Sunday, July 11, 2010
WORLD CUP: Iniesta, Spain conquer tough Dutch
AP Photo/Ivan Sekretarev
Spain made history with their first World Cup trophy.
IN BRIEF: Holland plays a smart, tough game -- some might describe it as unflatteringly brutal, but we won't, no matter the nine yellow and one red cards -- to limit the effectiveness of Spain's possession game and nearly pulls out a victory on counters through Arjen Robben. Instead, it goes to overtime, and with penalty kicks looming, Andres Iniesta finds a bit of space, takes a fine feed from Cesc Fabregas, and Spain celebrates its first World Cup title.
WOW! MOMENT: Who wasn't prepared for penalties? They were coming … until Iniesta's emphatic strike -- the one truly superb shot in a game filled with chances -- made the difference and set off celebrations all over Spain, Catalonia and the Basque Country included.
BEST PLAYER: We could go with Iniesta, whose goal capped an influential performance at the heart of Spain's attack, or with his midfield mate Xavi. Spanish goalkeeper Iker Casillas, especially for two breakaway stops on Robben, also is worthy. Wesley Sneijder was massive for the Dutch, setting up one of Robben's attempts, although it was his defensive work that impressed most. But our choice is Mark van Bommel, the pivotal player as Holland disrupted Spain's pass-and-possess style, a must if the Dutch were going to have a real chance in this game. He destroyed Spanish attacks, wasn't shy about bringing a physical dimension to the proceedings and did a superb job shadowing Xavi, La Furia Roja's most important figure.
BEST GOAL: There was only one, of course, and it was a fit finish for so dramatic a final. A terrific buildup, a poor clearance, and then Iniesta gets a good first touch on Fabregas' pass and perfectly volleys past goalkeeper Maarten Stekelenburg before Rafael van der Vaart can slide in to block it.
MIGHTIEST MISCUES: We're not going to fault any of the players, except maybe Nigel De Jong, for trying to put his boot through Xabi Alonso's chest. There were some crunching tackles, a few dives, some “professional” play, and if you expected anything else in so important an encounter, then God bless you.
The weakest player in this one was English referee Howard Webb, whose attempt to hold tightly onto the reins led to a series of questionable decisions. Every bit of contact, it seemed at times, was worthy of a yellow card, and most of the record 14 cautions he doled out --- two of them to Dutch defender John Heitinga -- were excessive.
Yet De Jong drew merely yellow for a clear red-card offense, after a grisly foul almost a half-hour in. And he sent off Heitinga, with a second yellow for impeding Fernando Torres on a breakaway 19 minutes into overtime, after neglecting to give Carles Puyol a second yellow, or even calling a foul, when he similarly slowed down Robben.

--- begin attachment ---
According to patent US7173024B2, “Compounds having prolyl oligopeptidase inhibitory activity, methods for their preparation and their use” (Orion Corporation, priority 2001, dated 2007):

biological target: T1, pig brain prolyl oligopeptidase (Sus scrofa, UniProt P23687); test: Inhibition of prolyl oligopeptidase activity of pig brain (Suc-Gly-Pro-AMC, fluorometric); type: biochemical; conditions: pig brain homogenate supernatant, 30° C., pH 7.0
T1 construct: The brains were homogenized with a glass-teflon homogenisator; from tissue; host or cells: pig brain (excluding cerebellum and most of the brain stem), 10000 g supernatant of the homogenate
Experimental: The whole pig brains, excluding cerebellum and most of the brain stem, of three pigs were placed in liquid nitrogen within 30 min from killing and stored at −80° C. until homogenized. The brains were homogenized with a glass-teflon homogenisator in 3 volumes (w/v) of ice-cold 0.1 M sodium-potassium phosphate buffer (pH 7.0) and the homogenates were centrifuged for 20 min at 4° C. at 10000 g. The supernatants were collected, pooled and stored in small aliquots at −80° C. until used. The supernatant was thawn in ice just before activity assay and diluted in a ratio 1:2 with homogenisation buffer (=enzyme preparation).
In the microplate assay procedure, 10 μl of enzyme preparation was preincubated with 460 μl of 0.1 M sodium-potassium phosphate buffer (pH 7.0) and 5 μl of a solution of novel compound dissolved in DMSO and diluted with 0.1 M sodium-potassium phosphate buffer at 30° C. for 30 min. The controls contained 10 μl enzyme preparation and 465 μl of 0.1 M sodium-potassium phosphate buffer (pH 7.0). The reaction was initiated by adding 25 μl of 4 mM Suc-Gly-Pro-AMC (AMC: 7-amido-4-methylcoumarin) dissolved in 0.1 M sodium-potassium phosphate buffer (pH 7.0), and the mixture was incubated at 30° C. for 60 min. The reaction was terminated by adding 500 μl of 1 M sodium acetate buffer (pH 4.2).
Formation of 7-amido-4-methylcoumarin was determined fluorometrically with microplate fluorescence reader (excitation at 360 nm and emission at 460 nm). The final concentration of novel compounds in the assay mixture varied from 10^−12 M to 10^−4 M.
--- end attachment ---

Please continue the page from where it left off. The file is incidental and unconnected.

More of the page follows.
Webb enjoyed a decent World Cup, one of the few referees to do so, but he capped it with a dreadful final.
WORTH NOTING: Five previous finals went to overtime, with Italy (1934, over Czechoslovakia), England (1966, over West Germany) and Argentina (1978, over Holland) prevailing in extra time and Brazil (1994, over Italy) and Italy (2006, over France) winning on penalties. … This was the first World Cup final that did not feature Brazil, Argentina, Italy or Germany. … Dutch authorities declared Amsterdam “full” and shut off access to the city before the game began.
WORTHY WINNER: Diego Forlan's selection for the Golden Ball, or tournament MVP, was a delightful surprise. The Uruguay forward, as much provider as scorer for the unexpected semifinalists, arguably meant more to his side than any other player did for theirs. It's rare the top player comes from the fourth-place team, but it's a deserved award.
The Silver and Bronze Balls went to Sneijder and Spain's David Villa; Thomas Mueller, who won the Golden Boot (as top scorer) and Best Young Player honor, perhaps should have finished in the top three, and maybe there should have been room for Spanish general Xavi.
QUOTE OF THE DAY, PART 1: “It’s the most beautiful that there is. It’s spectacular.” -- Spanish goalscorer Andres Iniesta, on the World Cup trophy.
QUOTE OF THE DAY, PART 2: “Our fouls may be sad for a final, (but) I would have loved to win it with not-so-beautiful football.” -- Dutch coach Bert van Marwijk, who has been criticized at home because Holland's focus on results was at the expense of the Oranje's trademark flair.
QUOTE OF THE DAY, PART 3: “We’ve come so close, and that makes it even more disappointing. We had to take one of our chances, and you never know what might have happened after that.” -- Dutch captain Giovanni van Bronckhorst, who played his final professional game.
QUOTE OF THE DAY, PART 4: “We are angry that we lost because we came so close. I know you cannot blame others, but the ref was more favorable to Spain.” -- Dirk Kuyt, who one of the few Dutch players who wasn't cautioned by English referee Howard Webb.
Netherlands 0, Spain (Iniesta 116), OT
Golden Ball (MVP): Diego Forlan (Uruguay)
Silver Ball: Wesley Sneijder (Netherlands)
Bronze Ball: David Villa (Spain)
Golden Boot (top scorer): Thomas Mueller (Germany)
Silver Boot: David Villa (Spain)
Bronze Boot: Wesley Sneijder (Netherlands)
Golden Glove (top goalkeeper): Iker Casillas (Spain)
Best Young Player: Thomas Mueller (Germany
Fair Play Award: Spain
GOLDEN BOOT STANDINGS
1. Thomas Mueller (Germany) 5 goals-3 assists (473 minutes)
2. David Villa (Spain) 5-1 (635)
3. Wesley Sneijder (Netherlands) 5-1 (652)
4. Diego Forlan (Uruguay) 5-1 (654)
5. Gonzalo Higuain (Argentina) 4-0 (341)
6. Robert Vittek (Slovakia) 4-0 (353)
7. Miroslav Klose (Germany) 4-0 (357)
8. Luis Suarez (Uruguay 3-2 (543)
9. Landon Donovan (U.S.) 3-0 (390)
10. Luis Fabiano (Brazil) 3-0 (418)
WORLD CUP CHAMPIONS
1954: West Germany
1974: West Germany
1990: West Germany